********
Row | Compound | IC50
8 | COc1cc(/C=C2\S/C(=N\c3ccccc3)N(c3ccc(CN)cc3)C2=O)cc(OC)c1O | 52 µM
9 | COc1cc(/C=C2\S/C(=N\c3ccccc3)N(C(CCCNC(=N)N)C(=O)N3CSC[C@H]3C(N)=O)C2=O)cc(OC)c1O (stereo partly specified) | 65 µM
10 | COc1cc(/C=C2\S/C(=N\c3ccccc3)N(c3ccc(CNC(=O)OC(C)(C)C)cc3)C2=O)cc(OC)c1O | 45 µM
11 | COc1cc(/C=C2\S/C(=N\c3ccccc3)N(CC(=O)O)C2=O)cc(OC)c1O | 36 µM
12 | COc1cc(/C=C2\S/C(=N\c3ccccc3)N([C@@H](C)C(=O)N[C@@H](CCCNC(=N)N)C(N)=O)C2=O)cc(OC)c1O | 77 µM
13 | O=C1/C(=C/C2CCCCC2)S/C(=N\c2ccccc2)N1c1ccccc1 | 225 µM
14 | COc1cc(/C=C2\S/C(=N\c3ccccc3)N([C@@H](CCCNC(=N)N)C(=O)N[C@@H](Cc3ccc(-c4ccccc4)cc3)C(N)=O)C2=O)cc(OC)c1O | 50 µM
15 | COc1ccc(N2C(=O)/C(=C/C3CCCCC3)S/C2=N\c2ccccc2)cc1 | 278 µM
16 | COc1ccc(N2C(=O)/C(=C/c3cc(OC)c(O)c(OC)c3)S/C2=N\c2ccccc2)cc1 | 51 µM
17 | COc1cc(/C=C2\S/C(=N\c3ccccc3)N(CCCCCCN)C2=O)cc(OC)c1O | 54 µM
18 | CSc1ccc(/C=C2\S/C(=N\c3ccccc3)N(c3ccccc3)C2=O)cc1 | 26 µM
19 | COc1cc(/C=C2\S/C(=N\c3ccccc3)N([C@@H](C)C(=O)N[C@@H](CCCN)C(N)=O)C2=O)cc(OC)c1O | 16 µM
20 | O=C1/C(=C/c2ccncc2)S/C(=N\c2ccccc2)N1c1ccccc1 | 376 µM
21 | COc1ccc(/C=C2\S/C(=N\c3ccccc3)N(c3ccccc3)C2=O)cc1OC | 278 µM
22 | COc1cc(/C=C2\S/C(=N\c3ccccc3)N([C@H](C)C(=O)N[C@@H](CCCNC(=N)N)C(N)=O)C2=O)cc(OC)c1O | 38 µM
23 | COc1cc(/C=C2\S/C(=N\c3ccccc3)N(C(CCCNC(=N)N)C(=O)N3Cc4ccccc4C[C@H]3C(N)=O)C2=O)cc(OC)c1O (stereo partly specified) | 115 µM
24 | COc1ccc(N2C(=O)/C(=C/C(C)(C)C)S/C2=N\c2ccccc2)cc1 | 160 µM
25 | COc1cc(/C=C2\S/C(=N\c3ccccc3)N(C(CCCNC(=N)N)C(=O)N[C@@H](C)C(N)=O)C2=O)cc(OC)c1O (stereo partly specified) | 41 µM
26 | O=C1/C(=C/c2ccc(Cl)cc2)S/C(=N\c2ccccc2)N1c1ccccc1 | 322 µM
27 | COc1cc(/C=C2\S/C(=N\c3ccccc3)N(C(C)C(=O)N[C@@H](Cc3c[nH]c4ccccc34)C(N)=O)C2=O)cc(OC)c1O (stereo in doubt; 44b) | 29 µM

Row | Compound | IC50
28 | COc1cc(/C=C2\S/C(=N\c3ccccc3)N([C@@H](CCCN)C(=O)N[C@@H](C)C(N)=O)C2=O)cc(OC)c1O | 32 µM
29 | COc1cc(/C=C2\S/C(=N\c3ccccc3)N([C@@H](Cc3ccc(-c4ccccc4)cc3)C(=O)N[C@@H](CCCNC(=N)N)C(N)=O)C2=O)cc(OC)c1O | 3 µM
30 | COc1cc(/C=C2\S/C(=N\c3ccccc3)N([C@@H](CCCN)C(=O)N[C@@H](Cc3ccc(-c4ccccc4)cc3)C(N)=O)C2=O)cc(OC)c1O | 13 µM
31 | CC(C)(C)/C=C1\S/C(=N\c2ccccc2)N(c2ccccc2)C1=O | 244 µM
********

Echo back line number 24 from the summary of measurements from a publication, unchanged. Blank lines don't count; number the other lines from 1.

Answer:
29 | COc1cc(/C=C2\S/C(=N\c3ccccc3)N([C@@H](Cc3ccc(-c4ccccc4)cc3)C(=O)N[C@@H](CCCNC(=N)N)C(N)=O)C2=O)cc(OC)c1O | 3 µM